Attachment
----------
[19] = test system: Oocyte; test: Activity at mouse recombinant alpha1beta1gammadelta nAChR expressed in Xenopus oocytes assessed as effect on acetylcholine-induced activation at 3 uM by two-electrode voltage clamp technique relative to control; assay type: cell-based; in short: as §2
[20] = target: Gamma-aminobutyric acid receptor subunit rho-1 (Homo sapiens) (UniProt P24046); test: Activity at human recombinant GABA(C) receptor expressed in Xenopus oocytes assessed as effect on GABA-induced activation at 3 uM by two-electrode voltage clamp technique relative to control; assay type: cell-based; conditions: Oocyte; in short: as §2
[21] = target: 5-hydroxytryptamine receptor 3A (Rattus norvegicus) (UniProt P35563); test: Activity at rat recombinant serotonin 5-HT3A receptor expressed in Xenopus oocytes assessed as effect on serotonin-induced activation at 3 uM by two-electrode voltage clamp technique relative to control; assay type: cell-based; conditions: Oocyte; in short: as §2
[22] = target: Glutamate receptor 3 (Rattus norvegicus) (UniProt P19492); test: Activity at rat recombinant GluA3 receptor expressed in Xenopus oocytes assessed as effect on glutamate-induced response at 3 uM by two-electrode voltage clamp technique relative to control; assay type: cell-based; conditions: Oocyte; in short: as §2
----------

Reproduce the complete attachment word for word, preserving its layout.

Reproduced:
[19] = test system: Oocyte; test: Activity at mouse recombinant alpha1beta1gammadelta nAChR expressed in Xenopus oocytes assessed as effect on acetylcholine-induced activation at 3 uM by two-electrode voltage clamp technique relative to control; assay type: cell-based; in short: as §2
[20] = target: Gamma-aminobutyric acid receptor subunit rho-1 (Homo sapiens) (UniProt P24046); test: Activity at human recombinant GABA(C) receptor expressed in Xenopus oocytes assessed as effect on GABA-induced activation at 3 uM by two-electrode voltage clamp technique relative to control; assay type: cell-based; conditions: Oocyte; in short: as §2
[21] = target: 5-hydroxytryptamine receptor 3A (Rattus norvegicus) (UniProt P35563); test: Activity at rat recombinant serotonin 5-HT3A receptor expressed in Xenopus oocytes assessed as effect on serotonin-induced activation at 3 uM by two-electrode voltage clamp technique relative to control; assay type: cell-based; conditions: Oocyte; in short: as §2
[22] = target: Glutamate receptor 3 (Rattus norvegicus) (UniProt P19492); test: Activity at rat recombinant GluA3 receptor expressed in Xenopus oocytes assessed as effect on glutamate-induced response at 3 uM by two-electrode voltage clamp technique relative to control; assay type: cell-based; conditions: Oocyte; in short: as §2